is the one thing where baseball taking away game, right like this is where baseball putting the guy on second base getting these games over with that your bullpen doesn’t get annihilated in the way that it could after a long night, hey, you know, not not just a long leg because you’re starting to lose the game in the fourth inning, but you wanted to play in 14 or 15 innings all that’s gone. So that’s that’s a good part of being good in this era is you’re not going to have that problem a real depletable But in that way

Luke Jones  10:04

you’re not but at the same time in this era starters don’t go as deep. I mean, we just we know that right? I mean, that’s just simple reality there is not as I as you as everyone wakes up Monday morning after this sweep in Cincinnati. There is not let me I’m almost positive. I’m looking at it right now. Yeah, there is not a team in Major League Baseball right now including the Philadelphia Phillies, who have Zack Wheeler, Aaron Nola and Ranger Suarez, who was just NL pitcher of the month you know, their their rotation, you’ll you’ll take that top three against anyone in baseball right now. There is not a rotation. There’s not a team in baseball right now. That is averaging six innings per start. You know, they are just under that mark. The Orioles you know, for all the talk that you’ll hear not so much this. Obviously this series, they pitch really, really well. But you know, for the talk that you’ll hear. And every fan base does this. I’m not picking on Orioles fans, it’s just the reality of where baseball is in 2024. For better or worse. You’ll hear people say, well, they need to pitch deeper games. The Orioles right now are seven, seven in the majors and starter innings seven. They’re their guys are pitching as deep as anyone else in baseball really other say for Philadelphia and Seattle. And if you want to throw maybe San Diego in there, I mean that you know, but it’s really close. I mean, those other teams are unbelievable. The Phillies are the only team that maybe has a little they’ve opened up a tiny bit of space. But this is the game. So to your point. Yes, we don’t see the extra inning marathon games, that taxable pin in the same way. But you’re rarely seeing starters go eight innings anymore. I mean, it’s kind of been the seventh inning start has almost become the new complete game. I mean, that’s kind of

Nestor J. Aparicio  11:47


sorta where we are. But you also don’t see one on one matchups where point is you get four leaders in one inning either, right, like we’re not getting that either. Because when you come in, you have a pitch. So burning up arms using six relievers in a game in the seventh, eighth and ninth inning.

Luke Jones  12:08

Yeah, but on the regular you’re using a minimum of three. I mean, you know, you’re you’re not having very many starts where you see a starter go eight, and then the closer comes in for the night. I mean, you just don’t see a whole lot of that anymore. And again, I’m not saying that that’s good for old school fans who cringe hearing that I’m just telling you where it is from just reality. Most nights for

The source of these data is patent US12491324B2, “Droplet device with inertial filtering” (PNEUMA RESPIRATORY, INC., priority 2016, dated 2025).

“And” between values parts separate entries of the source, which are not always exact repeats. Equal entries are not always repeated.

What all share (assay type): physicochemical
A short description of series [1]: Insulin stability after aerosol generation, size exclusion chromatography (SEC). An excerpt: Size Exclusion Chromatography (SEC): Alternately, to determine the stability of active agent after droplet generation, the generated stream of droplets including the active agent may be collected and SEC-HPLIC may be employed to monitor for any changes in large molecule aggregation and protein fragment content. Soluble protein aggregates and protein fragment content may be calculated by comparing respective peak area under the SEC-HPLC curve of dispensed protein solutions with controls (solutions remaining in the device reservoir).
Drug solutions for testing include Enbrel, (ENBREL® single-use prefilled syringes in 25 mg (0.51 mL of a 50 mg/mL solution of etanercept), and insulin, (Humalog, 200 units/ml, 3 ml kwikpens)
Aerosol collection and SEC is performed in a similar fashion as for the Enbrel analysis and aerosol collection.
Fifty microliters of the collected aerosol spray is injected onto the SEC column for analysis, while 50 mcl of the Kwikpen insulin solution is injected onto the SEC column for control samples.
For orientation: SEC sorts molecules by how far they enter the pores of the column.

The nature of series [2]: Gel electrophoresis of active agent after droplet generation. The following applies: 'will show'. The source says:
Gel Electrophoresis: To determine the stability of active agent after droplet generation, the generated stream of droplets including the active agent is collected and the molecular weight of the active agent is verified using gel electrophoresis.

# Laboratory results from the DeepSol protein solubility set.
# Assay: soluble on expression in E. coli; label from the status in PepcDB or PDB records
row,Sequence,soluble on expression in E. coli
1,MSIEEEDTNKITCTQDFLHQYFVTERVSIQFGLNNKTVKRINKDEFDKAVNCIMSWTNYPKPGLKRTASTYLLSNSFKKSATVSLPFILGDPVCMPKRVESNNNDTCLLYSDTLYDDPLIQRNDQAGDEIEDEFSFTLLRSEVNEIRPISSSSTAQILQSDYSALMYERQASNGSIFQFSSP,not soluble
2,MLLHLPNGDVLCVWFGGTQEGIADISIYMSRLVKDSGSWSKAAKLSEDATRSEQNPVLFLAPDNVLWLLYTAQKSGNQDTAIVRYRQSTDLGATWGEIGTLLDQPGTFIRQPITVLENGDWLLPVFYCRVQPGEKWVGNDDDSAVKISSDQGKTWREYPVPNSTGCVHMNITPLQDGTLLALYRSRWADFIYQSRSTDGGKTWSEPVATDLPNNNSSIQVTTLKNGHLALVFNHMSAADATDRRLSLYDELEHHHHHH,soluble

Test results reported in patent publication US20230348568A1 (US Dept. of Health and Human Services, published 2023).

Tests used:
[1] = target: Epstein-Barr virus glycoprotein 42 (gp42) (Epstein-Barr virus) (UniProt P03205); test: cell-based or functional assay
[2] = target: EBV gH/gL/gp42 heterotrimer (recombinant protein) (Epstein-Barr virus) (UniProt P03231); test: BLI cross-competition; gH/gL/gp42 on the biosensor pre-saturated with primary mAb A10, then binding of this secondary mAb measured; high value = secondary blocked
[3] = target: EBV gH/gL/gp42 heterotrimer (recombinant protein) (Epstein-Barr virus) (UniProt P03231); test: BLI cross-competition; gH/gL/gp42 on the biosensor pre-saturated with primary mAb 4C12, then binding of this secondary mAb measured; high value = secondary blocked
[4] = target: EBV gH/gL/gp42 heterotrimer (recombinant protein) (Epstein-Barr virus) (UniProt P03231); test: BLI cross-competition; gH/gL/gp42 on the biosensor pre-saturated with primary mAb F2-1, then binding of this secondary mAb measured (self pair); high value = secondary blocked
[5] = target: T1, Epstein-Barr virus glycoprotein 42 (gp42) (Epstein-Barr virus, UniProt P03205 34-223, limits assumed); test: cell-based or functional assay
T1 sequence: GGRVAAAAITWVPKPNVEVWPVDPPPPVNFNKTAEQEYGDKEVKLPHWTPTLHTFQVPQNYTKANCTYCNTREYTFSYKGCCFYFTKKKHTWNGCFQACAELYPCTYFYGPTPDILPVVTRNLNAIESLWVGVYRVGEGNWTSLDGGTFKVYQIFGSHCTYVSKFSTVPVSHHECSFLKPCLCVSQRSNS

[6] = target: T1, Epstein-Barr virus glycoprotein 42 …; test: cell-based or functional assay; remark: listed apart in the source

Nestor J. Aparicio  12:29

guys or for worse. Right. Most guys most nights and three relievers. Right. Okay.

Luke Jones  12:36

Typically, typically, I mean, and that’s the things, that’s if things go relatively well, right. I mean, that’s just to where it is right now. So the point is, with bringing it back to Craig Kimbrel, you are always going to need a couple more high leverage guys. And and if there’s something about this team, you know, we talked about it a little bit talking about the starters in our previous segment. But I will continue to say yes, they absolutely are going to need another high leverage arm that you would view either as a closer or as another June 2023. And your Chrono type guy who’s just lights out unbelievable, even if he’s not a ninth inning guy for whatever his current club is right now. They’re going to need that, you know now. Well, Jacob Webb continued to do what he’s doing. I have no idea. He may not even be on the roster in two in two months. You know, same with someone like Suarez, we’ll see where Tyler Wells is when he comes back, because it doesn’t look like there’s a rotation spot for Tyrod Taylor wells anymore. So again, that goes back to the trickle down effect of if you have a healthy starting rotation, couple guys can go to the bullpen and maybe help you out there. So so there’s some of that and there’s still all of that’s ongoing. Right. I mean, the roster is a living canvas. We’ve talked about that. But you look at the pen, that’s why you need you’re not going to have eight. I understand like people will complain about Mike Bellman you know, and he was shaky on Sunday and the 11 Nothing game. You’re not going to have eight such shutdown relievers in your bullpen. I mean, you’re just not going to have that. But you better have, I’d say five guys that you feel can can do that for you at least sometimes, right? Some five guys that can pitch the eighth inning in a one run game or the ninth inning in a one or two run game, at least sometimes because, again, Kimbrel can’t do it every night. I think we’re seeing literally even if physically he could do it from just being effective. It’s not That’s not who he is anymore. You can’t have Cano pitching four out of five nights on the regular I mean, you know, you can’t do that with Danny coulomb, you know, so you need you know, it’s almost like hockey, right? I mean, where you have your shifts, you know, you you have to have some line changes available on a night to night basis where you kind of say all right, you know, Chronos down tonight or you know, can Royals pitch two out of the last four nights he can’t go again. It’s gonna need to be Jacob Webb, you know, it’s gonna be need to be Danny coulomb tonight, you know, so you have to have some of that. And I think that’s every team. You know, Felix Batista is such a unique talent. And we can even debate that. How much was his workload impacting the fact that he had an injury? Or did he just break because pitchers get hurt all the time. And, and there’s only so much you can do when a guy’s throwing 102 miles per hour that UCL is only going to hold up so long, right? So